>> South Korea's disgraced president may have just one day left in office. Park Geun-hye has been named an accomplice in a scheme to shake down top Korean companies for millions of dollars. But she can't be criminally charged while in office. On Friday if she's impeached in parliament, which is likely.
Park will immediately be stripped of her power. Then she'll face an uphill battle hoping to overturn the motion in South Korea's high constitutional court. As Reuters' Jack Kim explains, it will be a long last stand for the president.>> The president has effectively put her faith in the hands of the nine judges who sit on the bench.
They have up to 180 days to decide whether the parliament's impeachment bill against the president is valid.>> Two of the nine sitting judges could leave next year. And during this crisis, they're unlikely to be replaced. A smaller bench may help Park. Since the number of judges to uphold impeachment would remain at six.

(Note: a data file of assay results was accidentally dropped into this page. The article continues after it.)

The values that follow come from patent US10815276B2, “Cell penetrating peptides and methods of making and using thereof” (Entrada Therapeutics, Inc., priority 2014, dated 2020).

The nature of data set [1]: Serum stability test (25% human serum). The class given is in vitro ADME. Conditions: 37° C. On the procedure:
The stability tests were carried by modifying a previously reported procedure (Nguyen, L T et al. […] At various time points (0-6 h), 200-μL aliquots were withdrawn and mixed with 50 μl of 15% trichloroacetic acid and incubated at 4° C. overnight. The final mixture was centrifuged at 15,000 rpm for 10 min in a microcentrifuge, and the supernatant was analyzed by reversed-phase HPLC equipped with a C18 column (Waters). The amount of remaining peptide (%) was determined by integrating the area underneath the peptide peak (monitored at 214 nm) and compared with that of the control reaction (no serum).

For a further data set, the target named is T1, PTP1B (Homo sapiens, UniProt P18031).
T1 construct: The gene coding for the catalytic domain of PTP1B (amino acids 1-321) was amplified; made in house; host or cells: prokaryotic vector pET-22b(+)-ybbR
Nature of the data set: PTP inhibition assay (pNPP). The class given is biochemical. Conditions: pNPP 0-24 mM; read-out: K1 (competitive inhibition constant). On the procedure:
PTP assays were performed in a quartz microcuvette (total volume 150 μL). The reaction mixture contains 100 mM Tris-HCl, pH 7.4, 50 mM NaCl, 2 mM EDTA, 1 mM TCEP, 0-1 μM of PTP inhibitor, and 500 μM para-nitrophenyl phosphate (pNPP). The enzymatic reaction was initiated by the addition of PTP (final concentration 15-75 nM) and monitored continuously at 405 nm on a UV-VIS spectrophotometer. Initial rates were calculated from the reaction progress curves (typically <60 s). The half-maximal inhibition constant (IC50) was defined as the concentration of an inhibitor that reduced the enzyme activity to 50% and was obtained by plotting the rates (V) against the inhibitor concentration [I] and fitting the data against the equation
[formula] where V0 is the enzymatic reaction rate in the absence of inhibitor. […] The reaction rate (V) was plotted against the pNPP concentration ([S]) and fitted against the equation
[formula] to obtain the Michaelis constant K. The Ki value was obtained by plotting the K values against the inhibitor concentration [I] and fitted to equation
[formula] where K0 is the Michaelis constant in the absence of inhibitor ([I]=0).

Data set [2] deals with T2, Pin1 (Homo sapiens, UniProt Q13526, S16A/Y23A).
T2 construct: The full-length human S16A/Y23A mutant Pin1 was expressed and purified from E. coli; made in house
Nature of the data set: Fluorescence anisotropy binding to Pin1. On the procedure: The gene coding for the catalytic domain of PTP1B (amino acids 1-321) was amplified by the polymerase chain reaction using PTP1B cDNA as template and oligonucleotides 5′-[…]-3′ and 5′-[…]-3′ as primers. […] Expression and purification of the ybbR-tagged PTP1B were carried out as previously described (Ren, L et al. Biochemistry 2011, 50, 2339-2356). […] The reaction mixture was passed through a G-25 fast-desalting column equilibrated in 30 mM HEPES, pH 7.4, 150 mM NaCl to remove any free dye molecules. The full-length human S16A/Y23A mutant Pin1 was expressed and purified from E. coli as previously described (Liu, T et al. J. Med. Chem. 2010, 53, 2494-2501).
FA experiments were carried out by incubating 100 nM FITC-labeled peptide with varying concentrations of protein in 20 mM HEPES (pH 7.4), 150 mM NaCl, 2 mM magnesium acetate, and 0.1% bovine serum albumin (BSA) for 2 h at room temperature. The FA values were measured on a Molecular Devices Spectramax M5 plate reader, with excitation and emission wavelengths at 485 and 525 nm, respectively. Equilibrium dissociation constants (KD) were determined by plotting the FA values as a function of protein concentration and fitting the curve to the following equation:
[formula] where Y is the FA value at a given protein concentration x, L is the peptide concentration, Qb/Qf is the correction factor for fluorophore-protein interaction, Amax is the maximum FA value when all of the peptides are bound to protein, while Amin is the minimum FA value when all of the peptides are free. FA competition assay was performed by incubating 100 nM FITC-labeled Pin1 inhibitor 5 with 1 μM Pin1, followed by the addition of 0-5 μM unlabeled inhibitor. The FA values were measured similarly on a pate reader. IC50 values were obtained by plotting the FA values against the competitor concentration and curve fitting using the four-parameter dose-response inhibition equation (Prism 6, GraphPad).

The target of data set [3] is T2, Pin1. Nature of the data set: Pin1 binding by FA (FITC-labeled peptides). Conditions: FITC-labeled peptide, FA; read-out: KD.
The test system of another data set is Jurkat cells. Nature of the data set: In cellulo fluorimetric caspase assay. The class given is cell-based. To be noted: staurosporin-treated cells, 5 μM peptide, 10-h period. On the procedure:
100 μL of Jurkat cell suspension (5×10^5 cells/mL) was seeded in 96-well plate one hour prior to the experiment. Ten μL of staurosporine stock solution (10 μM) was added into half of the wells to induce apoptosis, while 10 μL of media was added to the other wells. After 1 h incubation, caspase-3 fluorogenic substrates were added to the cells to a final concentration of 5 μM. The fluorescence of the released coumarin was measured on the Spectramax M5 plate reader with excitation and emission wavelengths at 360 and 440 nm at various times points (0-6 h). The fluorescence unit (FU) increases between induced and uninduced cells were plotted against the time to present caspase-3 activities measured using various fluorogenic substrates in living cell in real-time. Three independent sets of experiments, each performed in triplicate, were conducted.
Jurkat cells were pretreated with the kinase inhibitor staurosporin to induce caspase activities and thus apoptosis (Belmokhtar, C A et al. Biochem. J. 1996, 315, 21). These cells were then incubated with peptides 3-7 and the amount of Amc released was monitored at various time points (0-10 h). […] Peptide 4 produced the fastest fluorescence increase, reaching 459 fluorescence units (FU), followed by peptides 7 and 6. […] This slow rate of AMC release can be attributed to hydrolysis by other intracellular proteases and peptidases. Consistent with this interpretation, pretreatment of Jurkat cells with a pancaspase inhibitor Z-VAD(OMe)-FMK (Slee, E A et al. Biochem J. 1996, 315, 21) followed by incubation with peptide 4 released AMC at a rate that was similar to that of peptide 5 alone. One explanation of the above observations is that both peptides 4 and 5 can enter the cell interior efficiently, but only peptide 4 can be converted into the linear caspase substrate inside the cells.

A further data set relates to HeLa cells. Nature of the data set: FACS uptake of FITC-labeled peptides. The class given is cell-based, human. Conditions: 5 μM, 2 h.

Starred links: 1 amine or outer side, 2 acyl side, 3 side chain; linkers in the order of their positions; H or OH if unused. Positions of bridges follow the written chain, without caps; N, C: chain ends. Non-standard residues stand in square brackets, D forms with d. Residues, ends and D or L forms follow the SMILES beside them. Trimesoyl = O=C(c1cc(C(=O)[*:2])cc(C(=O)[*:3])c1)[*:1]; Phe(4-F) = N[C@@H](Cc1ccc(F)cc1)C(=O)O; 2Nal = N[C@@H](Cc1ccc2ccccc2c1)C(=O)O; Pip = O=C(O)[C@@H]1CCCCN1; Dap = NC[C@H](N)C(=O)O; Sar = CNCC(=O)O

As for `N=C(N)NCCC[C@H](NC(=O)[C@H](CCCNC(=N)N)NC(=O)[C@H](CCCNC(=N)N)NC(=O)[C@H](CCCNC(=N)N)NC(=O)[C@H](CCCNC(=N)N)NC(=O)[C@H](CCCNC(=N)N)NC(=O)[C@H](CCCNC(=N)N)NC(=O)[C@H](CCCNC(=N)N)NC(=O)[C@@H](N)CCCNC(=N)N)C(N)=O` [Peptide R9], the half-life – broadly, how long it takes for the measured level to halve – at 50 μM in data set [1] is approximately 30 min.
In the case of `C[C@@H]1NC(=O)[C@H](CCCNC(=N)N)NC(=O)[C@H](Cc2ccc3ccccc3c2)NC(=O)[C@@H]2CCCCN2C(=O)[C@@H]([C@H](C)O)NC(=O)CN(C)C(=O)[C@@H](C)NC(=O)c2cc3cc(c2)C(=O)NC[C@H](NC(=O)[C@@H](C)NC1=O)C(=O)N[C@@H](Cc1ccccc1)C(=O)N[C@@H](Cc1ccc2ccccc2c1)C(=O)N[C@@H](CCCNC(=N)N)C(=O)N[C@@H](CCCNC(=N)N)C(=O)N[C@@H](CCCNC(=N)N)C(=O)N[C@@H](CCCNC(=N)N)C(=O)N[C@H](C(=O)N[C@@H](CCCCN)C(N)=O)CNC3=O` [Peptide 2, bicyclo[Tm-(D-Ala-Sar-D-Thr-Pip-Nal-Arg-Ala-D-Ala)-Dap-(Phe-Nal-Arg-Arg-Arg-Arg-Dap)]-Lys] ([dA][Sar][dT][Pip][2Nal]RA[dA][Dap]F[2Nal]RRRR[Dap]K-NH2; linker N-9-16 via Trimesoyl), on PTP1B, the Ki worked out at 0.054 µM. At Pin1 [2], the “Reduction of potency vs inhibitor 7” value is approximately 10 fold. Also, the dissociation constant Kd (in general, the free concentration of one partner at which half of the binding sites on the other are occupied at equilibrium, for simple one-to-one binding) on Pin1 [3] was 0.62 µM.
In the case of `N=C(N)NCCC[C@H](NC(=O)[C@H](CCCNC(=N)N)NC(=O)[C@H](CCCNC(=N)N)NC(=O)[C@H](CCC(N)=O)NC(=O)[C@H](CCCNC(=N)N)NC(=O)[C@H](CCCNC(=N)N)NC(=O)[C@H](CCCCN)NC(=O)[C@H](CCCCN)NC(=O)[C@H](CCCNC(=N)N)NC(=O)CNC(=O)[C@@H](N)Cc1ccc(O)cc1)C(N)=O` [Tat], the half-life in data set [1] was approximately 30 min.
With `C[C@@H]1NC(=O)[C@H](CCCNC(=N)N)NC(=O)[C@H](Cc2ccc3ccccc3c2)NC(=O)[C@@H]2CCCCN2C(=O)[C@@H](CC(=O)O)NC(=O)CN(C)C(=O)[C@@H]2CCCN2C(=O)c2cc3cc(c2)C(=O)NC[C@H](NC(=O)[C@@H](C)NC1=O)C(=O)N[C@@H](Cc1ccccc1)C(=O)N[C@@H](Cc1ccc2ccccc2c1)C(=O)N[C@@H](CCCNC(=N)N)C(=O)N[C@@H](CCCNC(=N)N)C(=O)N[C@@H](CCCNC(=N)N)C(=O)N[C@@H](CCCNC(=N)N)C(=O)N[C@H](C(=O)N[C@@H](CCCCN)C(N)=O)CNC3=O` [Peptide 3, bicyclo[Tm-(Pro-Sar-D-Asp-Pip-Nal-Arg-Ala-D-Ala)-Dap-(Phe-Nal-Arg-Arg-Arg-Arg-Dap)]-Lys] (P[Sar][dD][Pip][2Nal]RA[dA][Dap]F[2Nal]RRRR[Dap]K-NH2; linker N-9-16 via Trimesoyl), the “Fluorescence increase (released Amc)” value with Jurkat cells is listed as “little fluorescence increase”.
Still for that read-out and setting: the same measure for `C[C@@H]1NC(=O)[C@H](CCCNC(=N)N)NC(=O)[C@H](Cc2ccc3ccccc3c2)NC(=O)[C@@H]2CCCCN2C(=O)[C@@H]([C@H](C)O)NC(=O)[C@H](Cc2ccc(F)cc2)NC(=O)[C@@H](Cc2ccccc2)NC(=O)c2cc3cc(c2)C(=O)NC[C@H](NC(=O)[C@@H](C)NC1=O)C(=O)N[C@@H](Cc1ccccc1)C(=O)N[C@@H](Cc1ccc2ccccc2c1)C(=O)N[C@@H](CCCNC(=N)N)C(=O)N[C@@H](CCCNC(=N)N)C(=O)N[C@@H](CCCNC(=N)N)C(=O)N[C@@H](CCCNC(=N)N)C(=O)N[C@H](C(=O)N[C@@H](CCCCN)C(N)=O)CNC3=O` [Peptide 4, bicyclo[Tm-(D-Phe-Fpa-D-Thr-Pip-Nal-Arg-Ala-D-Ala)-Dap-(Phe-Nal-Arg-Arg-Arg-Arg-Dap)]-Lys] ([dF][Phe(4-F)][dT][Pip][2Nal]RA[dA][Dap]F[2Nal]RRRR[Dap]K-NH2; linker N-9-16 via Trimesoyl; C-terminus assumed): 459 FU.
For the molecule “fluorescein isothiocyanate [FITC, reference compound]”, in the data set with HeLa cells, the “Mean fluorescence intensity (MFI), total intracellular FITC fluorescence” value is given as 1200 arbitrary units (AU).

But experts say, in Park's case, the odds stay stacked against her.>> We've spoken to two former judges who served on the court. One of them was part of a team of lawyers who defended former President Roh Moo-hyun in 2004 in the only other impeachment case in the country.
His experience gives special insight into the process. He believes that the case against the president is strong. The fact that many of the judges have conservative leaning will not be sufficient for the president to have the case overturned in court.>> If Park is impeached in parliament she'll have to step down from power and the country's prime minister will step in.
Analysts say the opposition lead parliament is unlikely to cooperate with him. Grinding national affairs to a halt as Park's fate hangs in limbo.